Throughfall in a Puerto Rican lower montane rain forest: A comparison of sampling strategies

Holwerda, F.; Scatena, F.N.; Bruijnzeel, L.A. 2006. Throughfall in a Puerto Rican lower montane rain forest: A comparison of sampling strategies. Journal of Hydrology 327, :592- 602.

During a one-year period, the variability of throughfall and the standard errors of the means associated with different gauge arrangements were studied in a lower montane rain forest in Puerto Rico. The following gauge arrangements were used: (1) 60 fixed gauges, (2) 30 fixed gauges, and (3) 30 roving gauges. Stemflow was measured on 22 trees of four different species. An ANOVA indicated that mean relative throughfall measured by arrangements 1 (77%), 2 (74%), and 3 (73%) were not significantly different at the 0.05 level. However, the variability of the total throughfall estimate was about half as high for roving gauges (23%) as for fixed gauges (48–49%). The variability of stemflow ranged from 36% to 67% within tree species and was 144% for all sampled trees. Total stemflow was estimated at 4.1% of rainfall, of which palms contributed about 66%. Comparative analysis indicated that while fixed and roving gauge arrangements can give similar mean values, least 100 fixed gauges are required to have an error at the 95% confidence level comparable to that obtained by 30 roving gauges.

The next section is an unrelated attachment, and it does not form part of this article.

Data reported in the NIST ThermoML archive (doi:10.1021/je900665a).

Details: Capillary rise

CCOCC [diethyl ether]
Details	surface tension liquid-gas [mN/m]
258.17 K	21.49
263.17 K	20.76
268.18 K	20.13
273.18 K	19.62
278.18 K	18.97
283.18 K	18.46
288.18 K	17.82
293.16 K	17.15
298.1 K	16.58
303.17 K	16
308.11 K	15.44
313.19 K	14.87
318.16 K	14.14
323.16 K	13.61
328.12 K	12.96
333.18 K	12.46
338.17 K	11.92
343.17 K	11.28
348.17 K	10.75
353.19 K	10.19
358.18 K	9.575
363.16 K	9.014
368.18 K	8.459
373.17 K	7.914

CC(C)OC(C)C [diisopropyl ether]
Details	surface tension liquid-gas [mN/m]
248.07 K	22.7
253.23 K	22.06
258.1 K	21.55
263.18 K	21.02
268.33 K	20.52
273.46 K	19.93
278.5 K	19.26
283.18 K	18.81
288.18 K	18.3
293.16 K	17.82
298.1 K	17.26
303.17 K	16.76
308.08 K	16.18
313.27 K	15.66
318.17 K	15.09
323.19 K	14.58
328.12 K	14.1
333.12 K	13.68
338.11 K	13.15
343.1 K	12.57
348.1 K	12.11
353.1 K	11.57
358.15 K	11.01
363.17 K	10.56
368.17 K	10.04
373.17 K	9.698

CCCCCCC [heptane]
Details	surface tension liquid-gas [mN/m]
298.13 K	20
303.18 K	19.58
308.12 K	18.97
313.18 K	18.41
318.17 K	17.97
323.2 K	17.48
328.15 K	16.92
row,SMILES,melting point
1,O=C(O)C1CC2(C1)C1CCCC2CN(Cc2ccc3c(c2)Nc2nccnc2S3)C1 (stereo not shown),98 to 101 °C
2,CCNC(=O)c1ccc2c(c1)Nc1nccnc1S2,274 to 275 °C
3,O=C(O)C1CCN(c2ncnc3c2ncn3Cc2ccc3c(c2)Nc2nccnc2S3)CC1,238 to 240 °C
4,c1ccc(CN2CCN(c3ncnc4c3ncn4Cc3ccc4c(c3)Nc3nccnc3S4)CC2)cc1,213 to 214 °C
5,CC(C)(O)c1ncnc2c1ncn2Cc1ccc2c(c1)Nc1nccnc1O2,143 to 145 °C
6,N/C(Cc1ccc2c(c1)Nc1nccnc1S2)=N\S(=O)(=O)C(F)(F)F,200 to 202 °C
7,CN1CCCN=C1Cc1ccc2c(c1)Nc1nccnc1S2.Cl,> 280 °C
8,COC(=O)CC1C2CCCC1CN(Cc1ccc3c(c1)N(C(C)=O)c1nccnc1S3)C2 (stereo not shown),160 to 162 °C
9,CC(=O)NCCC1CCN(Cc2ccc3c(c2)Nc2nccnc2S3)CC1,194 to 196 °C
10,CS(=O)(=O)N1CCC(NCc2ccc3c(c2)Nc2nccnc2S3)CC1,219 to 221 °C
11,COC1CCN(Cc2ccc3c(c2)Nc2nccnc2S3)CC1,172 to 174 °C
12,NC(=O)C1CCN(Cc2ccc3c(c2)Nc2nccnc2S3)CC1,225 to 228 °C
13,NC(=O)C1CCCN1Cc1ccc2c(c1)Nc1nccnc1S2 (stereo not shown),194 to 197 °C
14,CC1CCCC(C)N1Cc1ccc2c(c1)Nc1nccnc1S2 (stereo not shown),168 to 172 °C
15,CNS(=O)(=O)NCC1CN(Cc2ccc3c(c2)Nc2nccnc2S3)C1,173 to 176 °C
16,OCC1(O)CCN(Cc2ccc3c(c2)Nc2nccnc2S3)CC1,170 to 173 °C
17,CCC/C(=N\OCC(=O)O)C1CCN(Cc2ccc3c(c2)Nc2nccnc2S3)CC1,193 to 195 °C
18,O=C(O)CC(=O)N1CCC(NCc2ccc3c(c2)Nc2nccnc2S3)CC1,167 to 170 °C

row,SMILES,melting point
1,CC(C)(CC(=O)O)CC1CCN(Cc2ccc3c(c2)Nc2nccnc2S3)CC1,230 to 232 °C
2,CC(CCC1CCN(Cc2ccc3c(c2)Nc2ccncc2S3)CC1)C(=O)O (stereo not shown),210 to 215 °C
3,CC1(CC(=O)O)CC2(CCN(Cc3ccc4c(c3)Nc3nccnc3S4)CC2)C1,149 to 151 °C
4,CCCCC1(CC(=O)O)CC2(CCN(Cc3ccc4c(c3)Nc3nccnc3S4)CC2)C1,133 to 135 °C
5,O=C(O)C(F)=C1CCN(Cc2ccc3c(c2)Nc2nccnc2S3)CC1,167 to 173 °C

Disturbance and long-term patterns of rainfall and throughfall nutrient fluxes in a subtropical wet forest in Puerto Rico

Heartsill-Scalley, T.; Scatena,F.N.; Estrada,C.; McDowell,W.H.;Lugo,A.E. 2007. Disturbance and long-term patterns of rainfall and throughfall nutrient fluxes in a subtropical wet forest in Puerto Rico. Journal of Hydrology 333, :472- 485.